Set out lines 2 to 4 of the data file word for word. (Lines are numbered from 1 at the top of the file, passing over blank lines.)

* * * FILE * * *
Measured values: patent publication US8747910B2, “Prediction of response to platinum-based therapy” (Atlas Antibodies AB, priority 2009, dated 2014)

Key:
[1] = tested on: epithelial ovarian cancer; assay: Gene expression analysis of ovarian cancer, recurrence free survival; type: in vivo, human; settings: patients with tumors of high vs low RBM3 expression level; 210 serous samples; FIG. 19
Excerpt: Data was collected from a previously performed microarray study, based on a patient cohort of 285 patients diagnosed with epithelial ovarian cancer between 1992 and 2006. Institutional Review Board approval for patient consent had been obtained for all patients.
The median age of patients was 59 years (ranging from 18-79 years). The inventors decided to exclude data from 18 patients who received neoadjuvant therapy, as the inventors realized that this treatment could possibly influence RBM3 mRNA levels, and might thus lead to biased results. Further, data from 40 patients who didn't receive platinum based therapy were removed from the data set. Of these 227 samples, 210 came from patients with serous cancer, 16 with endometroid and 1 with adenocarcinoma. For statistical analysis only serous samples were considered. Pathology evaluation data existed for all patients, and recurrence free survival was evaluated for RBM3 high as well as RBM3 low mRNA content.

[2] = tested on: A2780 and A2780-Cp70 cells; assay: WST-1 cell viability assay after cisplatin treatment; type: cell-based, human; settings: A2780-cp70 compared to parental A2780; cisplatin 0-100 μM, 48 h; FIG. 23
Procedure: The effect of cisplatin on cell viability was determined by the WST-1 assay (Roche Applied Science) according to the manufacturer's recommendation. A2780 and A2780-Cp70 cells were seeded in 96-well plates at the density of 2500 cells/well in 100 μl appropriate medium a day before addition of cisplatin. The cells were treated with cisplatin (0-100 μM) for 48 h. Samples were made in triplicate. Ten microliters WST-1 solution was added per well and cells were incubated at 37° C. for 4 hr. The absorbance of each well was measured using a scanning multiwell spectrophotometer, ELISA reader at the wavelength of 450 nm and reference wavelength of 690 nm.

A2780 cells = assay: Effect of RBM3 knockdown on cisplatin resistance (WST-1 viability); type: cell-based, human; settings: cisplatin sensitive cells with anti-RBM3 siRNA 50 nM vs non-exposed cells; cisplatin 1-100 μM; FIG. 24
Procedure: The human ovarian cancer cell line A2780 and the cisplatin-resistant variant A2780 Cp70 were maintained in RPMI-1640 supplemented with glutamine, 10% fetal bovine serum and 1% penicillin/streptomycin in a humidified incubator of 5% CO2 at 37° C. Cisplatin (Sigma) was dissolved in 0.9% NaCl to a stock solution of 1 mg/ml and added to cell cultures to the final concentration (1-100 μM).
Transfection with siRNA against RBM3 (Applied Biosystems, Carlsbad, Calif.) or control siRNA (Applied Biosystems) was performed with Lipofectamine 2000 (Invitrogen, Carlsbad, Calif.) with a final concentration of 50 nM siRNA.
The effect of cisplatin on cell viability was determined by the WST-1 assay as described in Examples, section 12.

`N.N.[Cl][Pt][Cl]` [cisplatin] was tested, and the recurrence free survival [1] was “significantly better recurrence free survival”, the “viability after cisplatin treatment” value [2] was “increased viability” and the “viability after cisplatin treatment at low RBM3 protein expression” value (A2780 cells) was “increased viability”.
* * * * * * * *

Key:
[1] = tested on: epithelial ovarian cancer; assay: Gene expression analysis of ovarian cancer, recurrence free survival; type: in vivo, human; settings: patients with tumors of high vs low RBM3 expression level; 210 serous samples; FIG. 19
Excerpt: Data was collected from a previously performed microarray study, based on a patient cohort of 285 patients diagnosed with epithelial ovarian cancer between 1992 and 2006. Institutional Review Board approval for patient consent had been obtained for all patients.